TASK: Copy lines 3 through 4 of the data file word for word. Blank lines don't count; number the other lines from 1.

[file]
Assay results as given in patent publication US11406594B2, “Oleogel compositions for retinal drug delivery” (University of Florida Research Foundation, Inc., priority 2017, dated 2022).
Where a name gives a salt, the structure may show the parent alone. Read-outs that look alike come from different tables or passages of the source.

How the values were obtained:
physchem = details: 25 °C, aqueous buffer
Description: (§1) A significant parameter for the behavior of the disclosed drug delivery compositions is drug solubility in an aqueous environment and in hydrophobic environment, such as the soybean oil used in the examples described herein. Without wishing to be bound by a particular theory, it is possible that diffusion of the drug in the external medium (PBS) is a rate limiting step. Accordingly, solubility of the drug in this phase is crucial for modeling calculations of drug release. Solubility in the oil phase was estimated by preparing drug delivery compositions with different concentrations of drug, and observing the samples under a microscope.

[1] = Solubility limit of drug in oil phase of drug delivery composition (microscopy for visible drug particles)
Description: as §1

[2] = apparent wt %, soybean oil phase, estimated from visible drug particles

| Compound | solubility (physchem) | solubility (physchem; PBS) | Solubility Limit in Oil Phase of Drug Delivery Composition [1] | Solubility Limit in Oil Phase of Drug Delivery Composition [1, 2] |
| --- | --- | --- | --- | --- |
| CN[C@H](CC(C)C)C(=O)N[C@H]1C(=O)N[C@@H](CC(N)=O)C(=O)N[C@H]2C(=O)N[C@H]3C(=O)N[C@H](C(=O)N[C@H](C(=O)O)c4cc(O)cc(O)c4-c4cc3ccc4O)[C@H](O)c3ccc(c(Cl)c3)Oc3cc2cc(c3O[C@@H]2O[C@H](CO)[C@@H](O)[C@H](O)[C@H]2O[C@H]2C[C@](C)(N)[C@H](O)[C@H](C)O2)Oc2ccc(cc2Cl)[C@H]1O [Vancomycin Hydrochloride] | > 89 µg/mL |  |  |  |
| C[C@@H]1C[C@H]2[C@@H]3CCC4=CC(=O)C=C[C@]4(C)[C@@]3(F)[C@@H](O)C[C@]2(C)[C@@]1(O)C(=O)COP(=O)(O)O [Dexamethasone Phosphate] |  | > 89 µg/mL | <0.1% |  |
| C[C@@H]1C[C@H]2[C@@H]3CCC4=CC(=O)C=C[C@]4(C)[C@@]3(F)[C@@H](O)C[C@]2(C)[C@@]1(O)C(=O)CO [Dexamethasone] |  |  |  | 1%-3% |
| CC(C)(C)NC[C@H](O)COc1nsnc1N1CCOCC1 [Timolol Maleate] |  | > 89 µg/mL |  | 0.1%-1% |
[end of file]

How the values were obtained:
physchem = details: 25 °C, aqueous buffer